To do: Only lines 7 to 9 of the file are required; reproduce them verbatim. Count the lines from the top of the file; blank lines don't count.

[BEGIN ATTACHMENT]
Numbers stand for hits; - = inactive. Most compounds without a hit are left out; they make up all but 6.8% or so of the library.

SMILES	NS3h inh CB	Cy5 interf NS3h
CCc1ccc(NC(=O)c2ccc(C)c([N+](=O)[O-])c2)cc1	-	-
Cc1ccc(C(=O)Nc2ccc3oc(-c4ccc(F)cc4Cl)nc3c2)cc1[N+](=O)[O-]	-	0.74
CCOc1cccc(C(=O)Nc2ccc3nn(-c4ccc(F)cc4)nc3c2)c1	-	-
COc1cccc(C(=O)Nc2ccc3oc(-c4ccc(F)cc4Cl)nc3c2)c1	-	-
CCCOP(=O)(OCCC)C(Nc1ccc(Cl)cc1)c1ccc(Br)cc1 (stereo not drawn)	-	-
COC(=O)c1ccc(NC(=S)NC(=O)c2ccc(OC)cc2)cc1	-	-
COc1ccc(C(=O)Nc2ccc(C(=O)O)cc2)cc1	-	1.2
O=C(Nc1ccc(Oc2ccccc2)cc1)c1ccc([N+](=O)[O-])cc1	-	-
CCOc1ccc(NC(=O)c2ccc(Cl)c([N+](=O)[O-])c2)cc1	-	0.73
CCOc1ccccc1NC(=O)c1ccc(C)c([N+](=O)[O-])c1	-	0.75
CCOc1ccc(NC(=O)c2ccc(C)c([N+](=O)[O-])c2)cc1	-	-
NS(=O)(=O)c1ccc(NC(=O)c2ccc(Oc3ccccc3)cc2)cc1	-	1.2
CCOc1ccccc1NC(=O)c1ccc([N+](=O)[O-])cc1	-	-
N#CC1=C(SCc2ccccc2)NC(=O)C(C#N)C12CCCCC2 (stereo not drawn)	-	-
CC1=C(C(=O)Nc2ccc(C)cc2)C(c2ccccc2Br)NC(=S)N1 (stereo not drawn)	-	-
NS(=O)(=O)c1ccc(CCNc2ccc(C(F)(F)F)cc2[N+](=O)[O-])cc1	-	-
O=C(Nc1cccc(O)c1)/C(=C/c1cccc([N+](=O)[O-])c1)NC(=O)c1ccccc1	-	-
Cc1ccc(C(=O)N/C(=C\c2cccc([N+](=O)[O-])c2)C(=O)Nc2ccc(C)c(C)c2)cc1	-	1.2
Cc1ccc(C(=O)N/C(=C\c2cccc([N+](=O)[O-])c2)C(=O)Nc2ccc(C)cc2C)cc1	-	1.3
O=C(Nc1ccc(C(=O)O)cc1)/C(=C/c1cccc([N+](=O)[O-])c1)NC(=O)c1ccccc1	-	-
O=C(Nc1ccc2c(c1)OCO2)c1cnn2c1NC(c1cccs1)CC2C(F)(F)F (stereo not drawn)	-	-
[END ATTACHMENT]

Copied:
CCCOP(=O)(OCCC)C(Nc1ccc(Cl)cc1)c1ccc(Br)cc1 (stereo not drawn)	-	-
COC(=O)c1ccc(NC(=S)NC(=O)c2ccc(OC)cc2)cc1	-	-
COc1ccc(C(=O)Nc2ccc(C(=O)O)cc2)cc1	-	1.2